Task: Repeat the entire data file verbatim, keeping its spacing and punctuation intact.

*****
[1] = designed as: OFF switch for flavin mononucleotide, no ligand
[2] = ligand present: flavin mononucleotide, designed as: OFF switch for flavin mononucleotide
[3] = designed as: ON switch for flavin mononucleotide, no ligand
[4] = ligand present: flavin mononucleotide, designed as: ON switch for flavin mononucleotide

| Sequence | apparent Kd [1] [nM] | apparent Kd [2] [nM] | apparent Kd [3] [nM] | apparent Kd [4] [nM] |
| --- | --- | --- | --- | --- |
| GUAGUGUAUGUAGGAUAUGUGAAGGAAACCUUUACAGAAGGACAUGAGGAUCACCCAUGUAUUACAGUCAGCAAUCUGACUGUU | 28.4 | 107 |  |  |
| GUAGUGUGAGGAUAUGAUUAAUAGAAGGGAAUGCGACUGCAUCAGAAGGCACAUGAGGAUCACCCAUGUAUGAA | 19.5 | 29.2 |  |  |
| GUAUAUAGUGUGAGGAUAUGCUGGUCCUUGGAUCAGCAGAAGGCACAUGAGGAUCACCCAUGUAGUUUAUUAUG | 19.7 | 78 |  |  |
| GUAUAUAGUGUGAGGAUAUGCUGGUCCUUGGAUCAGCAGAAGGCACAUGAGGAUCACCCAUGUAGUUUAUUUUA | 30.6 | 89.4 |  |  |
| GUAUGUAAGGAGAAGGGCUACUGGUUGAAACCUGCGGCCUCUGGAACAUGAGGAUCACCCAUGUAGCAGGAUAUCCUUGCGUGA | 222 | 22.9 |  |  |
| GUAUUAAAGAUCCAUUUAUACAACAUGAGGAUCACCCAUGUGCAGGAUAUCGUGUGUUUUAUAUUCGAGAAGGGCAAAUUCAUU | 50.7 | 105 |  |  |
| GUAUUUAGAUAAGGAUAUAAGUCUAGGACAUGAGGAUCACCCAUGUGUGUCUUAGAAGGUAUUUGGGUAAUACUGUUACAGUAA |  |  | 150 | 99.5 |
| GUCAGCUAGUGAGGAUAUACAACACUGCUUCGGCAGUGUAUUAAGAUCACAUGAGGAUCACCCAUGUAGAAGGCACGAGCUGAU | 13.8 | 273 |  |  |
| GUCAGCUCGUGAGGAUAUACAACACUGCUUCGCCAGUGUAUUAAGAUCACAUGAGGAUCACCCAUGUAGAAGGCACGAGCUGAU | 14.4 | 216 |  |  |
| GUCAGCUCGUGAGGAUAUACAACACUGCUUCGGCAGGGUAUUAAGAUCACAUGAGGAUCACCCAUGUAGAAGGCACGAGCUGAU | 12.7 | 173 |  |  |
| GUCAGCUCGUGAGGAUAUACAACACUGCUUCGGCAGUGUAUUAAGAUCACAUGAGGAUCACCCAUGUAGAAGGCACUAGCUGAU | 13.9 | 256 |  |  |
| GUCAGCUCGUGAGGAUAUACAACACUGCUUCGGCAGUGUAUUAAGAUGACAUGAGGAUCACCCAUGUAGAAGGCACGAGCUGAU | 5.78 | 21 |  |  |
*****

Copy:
[1] = designed as: OFF switch for flavin mononucleotide, no ligand
[2] = ligand present: flavin mononucleotide, designed as: OFF switch for flavin mononucleotide
[3] = designed as: ON switch for flavin mononucleotide, no ligand
[4] = ligand present: flavin mononucleotide, designed as: ON switch for flavin mononucleotide

| Sequence | apparent Kd [1] [nM] | apparent Kd [2] [nM] | apparent Kd [3] [nM] | apparent Kd [4] [nM] |
| --- | --- | --- | --- | --- |
| GUAGUGUAUGUAGGAUAUGUGAAGGAAACCUUUACAGAAGGACAUGAGGAUCACCCAUGUAUUACAGUCAGCAAUCUGACUGUU | 28.4 | 107 |  |  |
| GUAGUGUGAGGAUAUGAUUAAUAGAAGGGAAUGCGACUGCAUCAGAAGGCACAUGAGGAUCACCCAUGUAUGAA | 19.5 | 29.2 |  |  |
| GUAUAUAGUGUGAGGAUAUGCUGGUCCUUGGAUCAGCAGAAGGCACAUGAGGAUCACCCAUGUAGUUUAUUAUG | 19.7 | 78 |  |  |
| GUAUAUAGUGUGAGGAUAUGCUGGUCCUUGGAUCAGCAGAAGGCACAUGAGGAUCACCCAUGUAGUUUAUUUUA | 30.6 | 89.4 |  |  |
| GUAUGUAAGGAGAAGGGCUACUGGUUGAAACCUGCGGCCUCUGGAACAUGAGGAUCACCCAUGUAGCAGGAUAUCCUUGCGUGA | 222 | 22.9 |  |  |
| GUAUUAAAGAUCCAUUUAUACAACAUGAGGAUCACCCAUGUGCAGGAUAUCGUGUGUUUUAUAUUCGAGAAGGGCAAAUUCAUU | 50.7 | 105 |  |  |
| GUAUUUAGAUAAGGAUAUAAGUCUAGGACAUGAGGAUCACCCAUGUGUGUCUUAGAAGGUAUUUGGGUAAUACUGUUACAGUAA |  |  | 150 | 99.5 |
| GUCAGCUAGUGAGGAUAUACAACACUGCUUCGGCAGUGUAUUAAGAUCACAUGAGGAUCACCCAUGUAGAAGGCACGAGCUGAU | 13.8 | 273 |  |  |
| GUCAGCUCGUGAGGAUAUACAACACUGCUUCGCCAGUGUAUUAAGAUCACAUGAGGAUCACCCAUGUAGAAGGCACGAGCUGAU | 14.4 | 216 |  |  |
| GUCAGCUCGUGAGGAUAUACAACACUGCUUCGGCAGGGUAUUAAGAUCACAUGAGGAUCACCCAUGUAGAAGGCACGAGCUGAU | 12.7 | 173 |  |  |
| GUCAGCUCGUGAGGAUAUACAACACUGCUUCGGCAGUGUAUUAAGAUCACAUGAGGAUCACCCAUGUAGAAGGCACUAGCUGAU | 13.9 | 256 |  |  |
| GUCAGCUCGUGAGGAUAUACAACACUGCUUCGGCAGUGUAUUAAGAUGACAUGAGGAUCACCCAUGUAGAAGGCACGAGCUGAU | 5.78 | 21 |  |  |